By Terry Eliasen, Meteorologist, WBZ-TV Exec. Weather Producer

BOSTON (CBS) – This is not your typical winter storm on the way tonight and Tuesday morning.

Check: Interactive Radar  |  Current Conditions  |  Weather Blogs

A small parcel of energy called a “Clipper” system is diving south out of Canada this morning.  This weak low pressure will receive a shot of adrenaline as it reaches the mild ocean just offshore of southern New England.

When this happens we expect that something called a “Norlun Trough” will form. This is a somewhat rare weather occurance where a rather slender band of heavy snow rotates north to south down the New England coastline.

It has some resemblance to a summertime squall line of thunderstorms – it is hard to predict if and where it will form, but when it does, it can mean some very heavy precipitation in very localized spots, typically right along the coast.

In the past, this Norlun Trough has dumped 2-to-4 inch  snowfall rates for several hours, bringing travel to a halt with near blizzard-like conditions, but it is highly local.

map6 Several Inches Of Snow Could Fall On The Coast

There could very well be 4-to-8 inches or more of snow in one town and next to nothing a few miles away.

So what should we expect this time?

Some light snow will break out this evening over most of southern New England and continue overnight.

For most inland locations this will be a light snow event, just a dusting to 3 inches at best.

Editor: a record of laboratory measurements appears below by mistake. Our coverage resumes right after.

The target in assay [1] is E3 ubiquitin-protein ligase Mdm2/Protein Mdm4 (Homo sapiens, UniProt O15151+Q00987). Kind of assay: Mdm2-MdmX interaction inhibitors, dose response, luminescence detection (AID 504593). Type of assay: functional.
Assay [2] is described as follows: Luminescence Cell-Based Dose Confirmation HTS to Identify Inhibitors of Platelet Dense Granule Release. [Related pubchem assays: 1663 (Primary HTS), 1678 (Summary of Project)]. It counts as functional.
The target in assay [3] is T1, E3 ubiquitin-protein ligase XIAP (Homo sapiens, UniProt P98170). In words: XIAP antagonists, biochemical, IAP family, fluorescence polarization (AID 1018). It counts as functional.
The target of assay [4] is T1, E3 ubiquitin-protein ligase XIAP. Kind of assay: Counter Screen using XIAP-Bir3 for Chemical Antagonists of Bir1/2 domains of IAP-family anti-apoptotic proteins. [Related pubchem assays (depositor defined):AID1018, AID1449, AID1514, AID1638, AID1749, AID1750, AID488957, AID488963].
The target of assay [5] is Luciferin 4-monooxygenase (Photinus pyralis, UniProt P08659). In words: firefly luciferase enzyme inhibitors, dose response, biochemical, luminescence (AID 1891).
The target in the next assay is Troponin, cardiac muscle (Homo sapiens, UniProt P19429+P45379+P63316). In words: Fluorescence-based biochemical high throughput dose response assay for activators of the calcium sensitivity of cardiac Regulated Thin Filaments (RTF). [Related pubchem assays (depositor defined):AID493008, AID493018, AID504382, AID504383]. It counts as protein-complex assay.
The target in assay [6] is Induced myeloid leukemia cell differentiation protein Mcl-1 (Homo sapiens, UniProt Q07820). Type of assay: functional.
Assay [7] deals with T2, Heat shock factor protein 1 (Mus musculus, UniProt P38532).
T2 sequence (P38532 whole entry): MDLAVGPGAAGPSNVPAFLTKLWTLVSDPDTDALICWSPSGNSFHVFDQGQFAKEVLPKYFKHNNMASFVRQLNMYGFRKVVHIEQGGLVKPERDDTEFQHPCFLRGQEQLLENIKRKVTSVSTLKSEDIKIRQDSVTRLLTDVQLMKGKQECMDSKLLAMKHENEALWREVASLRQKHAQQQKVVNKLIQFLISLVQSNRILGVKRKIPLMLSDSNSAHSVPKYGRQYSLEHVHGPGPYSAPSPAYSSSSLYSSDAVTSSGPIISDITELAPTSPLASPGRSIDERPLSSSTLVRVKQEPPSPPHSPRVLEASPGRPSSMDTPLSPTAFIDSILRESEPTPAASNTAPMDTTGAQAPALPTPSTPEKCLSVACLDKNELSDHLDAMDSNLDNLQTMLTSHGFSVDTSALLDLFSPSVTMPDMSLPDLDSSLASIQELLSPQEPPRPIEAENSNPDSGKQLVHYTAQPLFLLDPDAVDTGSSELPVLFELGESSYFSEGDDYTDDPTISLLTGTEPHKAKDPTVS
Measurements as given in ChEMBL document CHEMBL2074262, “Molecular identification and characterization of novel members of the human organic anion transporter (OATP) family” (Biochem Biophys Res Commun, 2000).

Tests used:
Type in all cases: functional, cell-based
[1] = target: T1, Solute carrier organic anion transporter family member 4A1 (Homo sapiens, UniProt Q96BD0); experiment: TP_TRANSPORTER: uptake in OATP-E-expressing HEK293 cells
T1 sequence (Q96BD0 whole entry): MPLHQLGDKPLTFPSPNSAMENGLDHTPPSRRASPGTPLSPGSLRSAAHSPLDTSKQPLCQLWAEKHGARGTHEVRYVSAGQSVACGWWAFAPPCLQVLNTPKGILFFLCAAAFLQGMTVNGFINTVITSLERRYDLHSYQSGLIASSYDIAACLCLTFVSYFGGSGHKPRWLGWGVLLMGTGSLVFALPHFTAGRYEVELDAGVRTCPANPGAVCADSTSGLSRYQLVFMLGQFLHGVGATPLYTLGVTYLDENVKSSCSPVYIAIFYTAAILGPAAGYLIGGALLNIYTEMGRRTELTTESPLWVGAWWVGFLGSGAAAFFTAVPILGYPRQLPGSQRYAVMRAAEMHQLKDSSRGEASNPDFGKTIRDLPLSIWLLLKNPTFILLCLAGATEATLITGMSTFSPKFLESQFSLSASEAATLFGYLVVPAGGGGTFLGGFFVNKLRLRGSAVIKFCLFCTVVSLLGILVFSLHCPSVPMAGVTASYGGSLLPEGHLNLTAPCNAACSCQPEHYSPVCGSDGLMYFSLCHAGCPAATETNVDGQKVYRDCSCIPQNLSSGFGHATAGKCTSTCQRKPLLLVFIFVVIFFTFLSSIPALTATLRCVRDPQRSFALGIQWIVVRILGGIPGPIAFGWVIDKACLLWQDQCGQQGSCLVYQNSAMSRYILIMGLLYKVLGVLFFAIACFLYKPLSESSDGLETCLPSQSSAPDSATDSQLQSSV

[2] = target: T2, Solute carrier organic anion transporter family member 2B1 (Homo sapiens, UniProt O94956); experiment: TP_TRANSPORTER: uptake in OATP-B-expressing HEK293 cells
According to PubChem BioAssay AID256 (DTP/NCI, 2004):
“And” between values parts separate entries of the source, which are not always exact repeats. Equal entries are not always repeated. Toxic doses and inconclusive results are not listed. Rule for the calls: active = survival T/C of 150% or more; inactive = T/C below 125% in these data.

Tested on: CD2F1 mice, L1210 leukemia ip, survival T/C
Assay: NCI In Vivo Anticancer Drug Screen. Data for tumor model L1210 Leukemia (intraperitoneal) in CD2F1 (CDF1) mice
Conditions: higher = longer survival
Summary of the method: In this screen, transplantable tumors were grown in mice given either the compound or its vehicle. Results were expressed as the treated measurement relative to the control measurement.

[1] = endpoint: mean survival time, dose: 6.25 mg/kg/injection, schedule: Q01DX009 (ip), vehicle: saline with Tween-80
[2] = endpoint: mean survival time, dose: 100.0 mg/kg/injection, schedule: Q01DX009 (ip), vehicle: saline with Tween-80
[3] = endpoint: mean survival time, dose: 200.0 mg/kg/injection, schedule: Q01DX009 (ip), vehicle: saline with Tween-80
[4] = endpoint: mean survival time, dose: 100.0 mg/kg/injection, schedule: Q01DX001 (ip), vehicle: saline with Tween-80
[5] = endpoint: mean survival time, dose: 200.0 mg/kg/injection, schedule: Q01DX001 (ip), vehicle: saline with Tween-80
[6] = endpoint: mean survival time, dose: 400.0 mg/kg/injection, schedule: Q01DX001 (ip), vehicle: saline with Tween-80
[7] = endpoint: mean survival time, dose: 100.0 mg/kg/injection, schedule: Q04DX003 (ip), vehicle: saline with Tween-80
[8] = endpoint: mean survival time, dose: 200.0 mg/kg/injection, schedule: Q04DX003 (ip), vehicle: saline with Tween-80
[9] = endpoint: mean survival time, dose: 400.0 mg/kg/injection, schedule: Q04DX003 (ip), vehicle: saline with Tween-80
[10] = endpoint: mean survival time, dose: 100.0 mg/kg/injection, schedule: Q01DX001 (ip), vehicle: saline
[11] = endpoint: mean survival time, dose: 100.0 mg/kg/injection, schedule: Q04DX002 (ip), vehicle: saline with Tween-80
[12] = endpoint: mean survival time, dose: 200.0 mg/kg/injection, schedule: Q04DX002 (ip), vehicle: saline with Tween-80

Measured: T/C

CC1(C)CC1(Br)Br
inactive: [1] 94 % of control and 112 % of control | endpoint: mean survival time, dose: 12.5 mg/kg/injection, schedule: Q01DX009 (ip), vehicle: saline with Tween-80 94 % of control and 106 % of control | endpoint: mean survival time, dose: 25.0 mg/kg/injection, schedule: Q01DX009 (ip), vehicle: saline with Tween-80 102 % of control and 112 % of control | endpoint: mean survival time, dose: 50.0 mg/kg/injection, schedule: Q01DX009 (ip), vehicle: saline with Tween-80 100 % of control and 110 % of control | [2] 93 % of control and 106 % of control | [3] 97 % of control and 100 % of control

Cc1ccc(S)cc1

Early Tuesday morning though we will be watching for the formation of this heavy band of snow along the coast.

At this point, two coastal spots seem most likely to be affected – first, the seacoast of southern New Hampshire down to Cape Ann and second, the South Shore down to Cape Cod.

There could very well be 4-to-8 inches of snow in some portions of both the North and South Shores, while just a few miles inland snow amounts would drop off significantly.

This will need to be watched very closely and could have huge effects on the Tuesday morning commute.

Thereafter, some of the coldest air in the past few years will pour into New England from Northern Canada.

Daytime highs on Wednesday and Thursday will be in the teens with overnight lows near or below zero.

Another shot of snow may come on Friday, not a major storm, but the potential for additional plowable snow.

You can follow Terry on Twitter at @TerryWBZ.


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